The girls at Saint Ursula Academy prepare to leave for spring break. With break, comes preparation for some students; girls may want to work for a “bikini-ready body”. Whether you are going somewhere tropical and warm, traveling somewhere cold over break, or staying in town, staying healthy and fit is always a good goal to work toward. Some girls at SUA participate in dieting, juice cleanses, and fasting. Are those healthy choices?
For the girls who are looking for a less intense way to become more fit, “Forget about crash diets and killing yourself with exercise,” Jessica Smith, journalist for Today, says. Instead of making big dietary and fitness changes, Smith educates her readers on little things that give big results. “Sometimes you eat in front of the TV or computer. But do you know how much it affects your waistline? Studies show that we eat around 40% more when watching TV.” Simply turn off electronics when eating in order to be aware of how much you are actually taking in.
In addition to the distraction of the TV, eating in different places around your house or at restaurants can lead to weight gain as well. “Sitting down at the table to eat means you are more likely to focus only on eating and to pay more attention to the visual cues that help us decide when we are full.” According to Smith’s research, sitting at a designated dining area could help you eat up to 27% less. Eating more slowly at restaurants while on vacation will help you identify when your body is actually full.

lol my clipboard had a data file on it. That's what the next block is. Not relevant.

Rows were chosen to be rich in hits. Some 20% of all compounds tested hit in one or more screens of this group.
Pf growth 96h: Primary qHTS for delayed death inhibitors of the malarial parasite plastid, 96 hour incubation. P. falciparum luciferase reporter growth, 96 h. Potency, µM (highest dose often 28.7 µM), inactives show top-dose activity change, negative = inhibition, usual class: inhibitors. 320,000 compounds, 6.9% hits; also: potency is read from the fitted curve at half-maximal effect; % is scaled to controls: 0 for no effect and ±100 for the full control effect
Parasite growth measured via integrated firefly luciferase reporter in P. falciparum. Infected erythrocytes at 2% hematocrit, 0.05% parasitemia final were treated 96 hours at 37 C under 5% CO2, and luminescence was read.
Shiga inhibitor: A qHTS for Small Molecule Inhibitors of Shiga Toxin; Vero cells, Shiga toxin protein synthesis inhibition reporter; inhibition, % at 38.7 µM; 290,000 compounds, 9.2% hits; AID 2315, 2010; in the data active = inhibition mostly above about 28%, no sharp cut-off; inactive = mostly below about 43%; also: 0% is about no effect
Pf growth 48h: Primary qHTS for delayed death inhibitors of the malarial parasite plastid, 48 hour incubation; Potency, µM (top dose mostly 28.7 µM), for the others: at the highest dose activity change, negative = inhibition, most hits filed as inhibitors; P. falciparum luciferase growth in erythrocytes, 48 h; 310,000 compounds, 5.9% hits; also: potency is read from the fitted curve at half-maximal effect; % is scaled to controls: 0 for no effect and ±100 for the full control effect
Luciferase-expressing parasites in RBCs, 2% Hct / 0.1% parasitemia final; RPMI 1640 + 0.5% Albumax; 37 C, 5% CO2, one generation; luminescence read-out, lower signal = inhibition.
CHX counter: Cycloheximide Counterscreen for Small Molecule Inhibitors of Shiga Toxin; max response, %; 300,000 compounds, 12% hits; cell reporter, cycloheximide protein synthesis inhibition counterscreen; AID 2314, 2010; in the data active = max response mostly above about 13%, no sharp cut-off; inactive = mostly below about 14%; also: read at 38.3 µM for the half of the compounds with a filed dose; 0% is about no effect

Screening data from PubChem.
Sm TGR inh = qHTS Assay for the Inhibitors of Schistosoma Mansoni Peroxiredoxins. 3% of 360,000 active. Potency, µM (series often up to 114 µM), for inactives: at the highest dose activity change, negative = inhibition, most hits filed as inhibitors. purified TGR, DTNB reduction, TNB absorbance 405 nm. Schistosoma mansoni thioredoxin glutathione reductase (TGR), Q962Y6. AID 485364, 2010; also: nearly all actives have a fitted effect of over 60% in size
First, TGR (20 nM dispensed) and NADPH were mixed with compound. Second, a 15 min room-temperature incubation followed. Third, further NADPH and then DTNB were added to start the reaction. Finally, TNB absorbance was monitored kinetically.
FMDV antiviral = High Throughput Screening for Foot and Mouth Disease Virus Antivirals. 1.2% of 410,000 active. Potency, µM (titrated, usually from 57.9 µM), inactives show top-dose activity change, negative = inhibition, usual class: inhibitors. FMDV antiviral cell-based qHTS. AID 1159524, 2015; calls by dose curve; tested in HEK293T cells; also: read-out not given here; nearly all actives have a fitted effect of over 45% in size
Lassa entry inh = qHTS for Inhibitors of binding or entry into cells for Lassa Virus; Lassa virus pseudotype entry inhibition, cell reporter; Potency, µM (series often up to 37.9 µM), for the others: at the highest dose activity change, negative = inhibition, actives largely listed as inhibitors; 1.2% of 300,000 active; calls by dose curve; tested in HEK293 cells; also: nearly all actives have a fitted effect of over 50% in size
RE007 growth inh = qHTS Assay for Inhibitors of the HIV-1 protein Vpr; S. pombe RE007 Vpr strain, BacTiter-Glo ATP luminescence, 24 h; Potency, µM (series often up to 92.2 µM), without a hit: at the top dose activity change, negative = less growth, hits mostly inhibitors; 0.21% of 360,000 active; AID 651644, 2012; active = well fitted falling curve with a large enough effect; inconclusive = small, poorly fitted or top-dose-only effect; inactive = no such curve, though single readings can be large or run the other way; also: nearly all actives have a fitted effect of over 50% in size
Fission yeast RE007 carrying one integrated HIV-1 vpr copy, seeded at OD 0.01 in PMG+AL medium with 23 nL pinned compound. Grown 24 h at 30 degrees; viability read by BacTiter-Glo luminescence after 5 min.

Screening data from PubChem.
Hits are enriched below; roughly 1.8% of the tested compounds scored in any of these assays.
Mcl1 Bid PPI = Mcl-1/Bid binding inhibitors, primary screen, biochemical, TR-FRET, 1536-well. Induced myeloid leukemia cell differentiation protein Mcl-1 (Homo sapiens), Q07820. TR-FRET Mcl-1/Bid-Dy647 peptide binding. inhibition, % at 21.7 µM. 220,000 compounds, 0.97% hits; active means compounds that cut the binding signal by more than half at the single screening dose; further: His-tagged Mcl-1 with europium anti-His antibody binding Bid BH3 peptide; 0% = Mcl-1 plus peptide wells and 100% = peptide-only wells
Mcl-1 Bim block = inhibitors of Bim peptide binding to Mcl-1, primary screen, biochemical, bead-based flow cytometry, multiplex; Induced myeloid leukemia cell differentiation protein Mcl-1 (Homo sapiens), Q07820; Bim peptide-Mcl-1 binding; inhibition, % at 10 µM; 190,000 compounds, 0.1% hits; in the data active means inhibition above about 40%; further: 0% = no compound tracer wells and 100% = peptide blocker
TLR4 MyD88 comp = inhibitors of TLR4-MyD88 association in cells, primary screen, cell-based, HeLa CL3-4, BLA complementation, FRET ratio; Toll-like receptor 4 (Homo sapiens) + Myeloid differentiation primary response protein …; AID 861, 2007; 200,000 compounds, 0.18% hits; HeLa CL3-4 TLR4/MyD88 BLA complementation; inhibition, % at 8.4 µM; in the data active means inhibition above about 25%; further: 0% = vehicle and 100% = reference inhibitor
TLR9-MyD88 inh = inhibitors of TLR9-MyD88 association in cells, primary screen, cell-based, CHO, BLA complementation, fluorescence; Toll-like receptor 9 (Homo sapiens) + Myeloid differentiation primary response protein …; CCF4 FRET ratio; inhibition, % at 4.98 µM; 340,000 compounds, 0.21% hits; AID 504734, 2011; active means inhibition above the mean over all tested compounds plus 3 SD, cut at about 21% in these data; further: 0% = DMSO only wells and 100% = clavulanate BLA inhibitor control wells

Although many girls participate in dieting, fasting, and juice cleanses, “Weight loss doesn’t always mean cutting down on things. In fact, adding in more fruits and vegetable helps you stay fuller, longer, with less calories and more nutrition,” Smith explains.
Mary L. Gavin, MD, journalist for Teens Health, mentions that “everyone needs enough calories to keep their bodies running well. Any diet on which you don’t eat enough calories and important nutrients can be harmful” -- carb diets, for example. Dieting can also lead to eating disorders like anorexia or bulimia, which are commonly seen in teenage girls. 2.7% of teens ages 13 to 18 struggle with an eating disorder, according to Eating Disorder Hope. Gavin says that eating healthy full meals and snacks will help you lose weight while still supporting normal growth.
Are juice cleanses healthy? There are many potential benefits to solely consuming juices from vegetables and fruits in an attempt to detoxify the body, but there are risks. Rachel Nall, (RN, MSN) from Medical News Today, describes the cleanses as “restrictive in terms of food groups and calories.” A juice cleanse usually takes place over a certain period of time, typically from 3-10 days. Benefits of a cleanse include boosts to overall health due to vitamins and improvement in digestion by introducing healthy enzymes. Also, the juices are rich in anti-inflammatory compounds and this boosts a person’s immune system and makes them feel more energetic. Nall reminds her readers that there is no scientific proof to support these pros, though.